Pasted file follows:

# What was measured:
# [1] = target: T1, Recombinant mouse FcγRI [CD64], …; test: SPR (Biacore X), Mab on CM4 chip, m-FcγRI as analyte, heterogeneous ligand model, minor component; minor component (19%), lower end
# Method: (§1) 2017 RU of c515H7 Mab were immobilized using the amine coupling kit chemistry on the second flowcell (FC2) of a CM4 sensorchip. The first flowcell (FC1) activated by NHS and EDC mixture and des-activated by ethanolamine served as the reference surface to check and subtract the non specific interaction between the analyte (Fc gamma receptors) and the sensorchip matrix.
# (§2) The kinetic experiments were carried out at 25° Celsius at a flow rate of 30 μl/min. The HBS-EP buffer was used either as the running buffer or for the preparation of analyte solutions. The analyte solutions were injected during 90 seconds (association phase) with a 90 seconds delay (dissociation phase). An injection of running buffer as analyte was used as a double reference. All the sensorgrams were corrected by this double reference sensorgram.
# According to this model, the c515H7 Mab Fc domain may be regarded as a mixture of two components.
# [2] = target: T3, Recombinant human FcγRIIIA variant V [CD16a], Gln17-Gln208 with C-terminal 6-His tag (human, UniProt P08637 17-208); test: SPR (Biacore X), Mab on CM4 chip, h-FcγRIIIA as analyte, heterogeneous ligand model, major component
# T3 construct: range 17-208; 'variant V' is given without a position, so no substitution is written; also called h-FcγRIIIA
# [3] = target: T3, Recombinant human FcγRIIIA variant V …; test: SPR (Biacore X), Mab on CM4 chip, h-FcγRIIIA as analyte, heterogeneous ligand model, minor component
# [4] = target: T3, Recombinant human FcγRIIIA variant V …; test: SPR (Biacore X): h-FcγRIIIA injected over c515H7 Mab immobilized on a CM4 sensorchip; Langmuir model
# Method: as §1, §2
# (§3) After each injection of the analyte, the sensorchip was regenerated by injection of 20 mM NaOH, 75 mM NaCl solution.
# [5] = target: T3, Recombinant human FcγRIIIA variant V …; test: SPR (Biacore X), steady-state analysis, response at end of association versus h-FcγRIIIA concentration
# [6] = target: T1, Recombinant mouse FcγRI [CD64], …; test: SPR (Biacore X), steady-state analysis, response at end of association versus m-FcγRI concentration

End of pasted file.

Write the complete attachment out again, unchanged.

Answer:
# What was measured:
# [1] = target: T1, Recombinant mouse FcγRI [CD64], …; test: SPR (Biacore X), Mab on CM4 chip, m-FcγRI as analyte, heterogeneous ligand model, minor component; minor component (19%), lower end
# Method: (§1) 2017 RU of c515H7 Mab were immobilized using the amine coupling kit chemistry on the second flowcell (FC2) of a CM4 sensorchip. The first flowcell (FC1) activated by NHS and EDC mixture and des-activated by ethanolamine served as the reference surface to check and subtract the non specific interaction between the analyte (Fc gamma receptors) and the sensorchip matrix.
# (§2) The kinetic experiments were carried out at 25° Celsius at a flow rate of 30 μl/min. The HBS-EP buffer was used either as the running buffer or for the preparation of analyte solutions. The analyte solutions were injected during 90 seconds (association phase) with a 90 seconds delay (dissociation phase). An injection of running buffer as analyte was used as a double reference. All the sensorgrams were corrected by this double reference sensorgram.
# According to this model, the c515H7 Mab Fc domain may be regarded as a mixture of two components.
# [2] = target: T3, Recombinant human FcγRIIIA variant V [CD16a], Gln17-Gln208 with C-terminal 6-His tag (human, UniProt P08637 17-208); test: SPR (Biacore X), Mab on CM4 chip, h-FcγRIIIA as analyte, heterogeneous ligand model, major component
# T3 construct: range 17-208; 'variant V' is given without a position, so no substitution is written; also called h-FcγRIIIA
# [3] = target: T3, Recombinant human FcγRIIIA variant V …; test: SPR (Biacore X), Mab on CM4 chip, h-FcγRIIIA as analyte, heterogeneous ligand model, minor component
# [4] = target: T3, Recombinant human FcγRIIIA variant V …; test: SPR (Biacore X): h-FcγRIIIA injected over c515H7 Mab immobilized on a CM4 sensorchip; Langmuir model
# Method: as §1, §2
# (§3) After each injection of the analyte, the sensorchip was regenerated by injection of 20 mM NaOH, 75 mM NaCl solution.
# [5] = target: T3, Recombinant human FcγRIIIA variant V …; test: SPR (Biacore X), steady-state analysis, response at end of association versus h-FcγRIIIA concentration
# [6] = target: T1, Recombinant mouse FcγRI [CD64], …; test: SPR (Biacore X), steady-state analysis, response at end of association versus m-FcγRI concentration